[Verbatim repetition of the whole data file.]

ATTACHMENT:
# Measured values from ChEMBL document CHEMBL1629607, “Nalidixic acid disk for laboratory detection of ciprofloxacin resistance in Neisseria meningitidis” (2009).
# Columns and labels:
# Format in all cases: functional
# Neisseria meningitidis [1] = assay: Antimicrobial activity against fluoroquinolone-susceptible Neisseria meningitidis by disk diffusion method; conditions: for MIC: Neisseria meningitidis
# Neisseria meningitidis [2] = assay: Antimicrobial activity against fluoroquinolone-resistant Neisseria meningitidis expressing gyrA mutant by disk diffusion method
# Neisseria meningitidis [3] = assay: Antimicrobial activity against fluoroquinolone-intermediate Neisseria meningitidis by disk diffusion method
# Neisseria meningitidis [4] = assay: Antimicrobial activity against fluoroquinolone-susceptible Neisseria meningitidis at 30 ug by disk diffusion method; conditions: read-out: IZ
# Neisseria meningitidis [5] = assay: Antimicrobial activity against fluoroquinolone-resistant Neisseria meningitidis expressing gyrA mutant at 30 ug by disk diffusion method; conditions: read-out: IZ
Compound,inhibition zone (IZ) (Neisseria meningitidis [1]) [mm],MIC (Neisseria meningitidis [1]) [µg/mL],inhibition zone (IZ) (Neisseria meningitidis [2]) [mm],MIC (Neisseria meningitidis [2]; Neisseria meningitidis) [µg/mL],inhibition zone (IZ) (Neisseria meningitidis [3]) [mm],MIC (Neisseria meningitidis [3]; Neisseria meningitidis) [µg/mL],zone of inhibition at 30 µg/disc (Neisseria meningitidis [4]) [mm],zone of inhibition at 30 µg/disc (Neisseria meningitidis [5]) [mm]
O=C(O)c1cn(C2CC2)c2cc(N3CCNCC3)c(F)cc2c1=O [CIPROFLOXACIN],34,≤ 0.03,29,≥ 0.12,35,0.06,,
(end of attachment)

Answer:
# Measured values from ChEMBL document CHEMBL1629607, “Nalidixic acid disk for laboratory detection of ciprofloxacin resistance in Neisseria meningitidis” (2009).
# Columns and labels:
# Format in all cases: functional
# Neisseria meningitidis [1] = assay: Antimicrobial activity against fluoroquinolone-susceptible Neisseria meningitidis by disk diffusion method; conditions: for MIC: Neisseria meningitidis
# Neisseria meningitidis [2] = assay: Antimicrobial activity against fluoroquinolone-resistant Neisseria meningitidis expressing gyrA mutant by disk diffusion method
# Neisseria meningitidis [3] = assay: Antimicrobial activity against fluoroquinolone-intermediate Neisseria meningitidis by disk diffusion method
# Neisseria meningitidis [4] = assay: Antimicrobial activity against fluoroquinolone-susceptible Neisseria meningitidis at 30 ug by disk diffusion method; conditions: read-out: IZ
# Neisseria meningitidis [5] = assay: Antimicrobial activity against fluoroquinolone-resistant Neisseria meningitidis expressing gyrA mutant at 30 ug by disk diffusion method; conditions: read-out: IZ
Compound,inhibition zone (IZ) (Neisseria meningitidis [1]) [mm],MIC (Neisseria meningitidis [1]) [µg/mL],inhibition zone (IZ) (Neisseria meningitidis [2]) [mm],MIC (Neisseria meningitidis [2]; Neisseria meningitidis) [µg/mL],inhibition zone (IZ) (Neisseria meningitidis [3]) [mm],MIC (Neisseria meningitidis [3]; Neisseria meningitidis) [µg/mL],zone of inhibition at 30 µg/disc (Neisseria meningitidis [4]) [mm],zone of inhibition at 30 µg/disc (Neisseria meningitidis [5]) [mm]
O=C(O)c1cn(C2CC2)c2cc(N3CCNCC3)c(F)cc2c1=O [CIPROFLOXACIN],34,≤ 0.03,29,≥ 0.12,35,0.06,,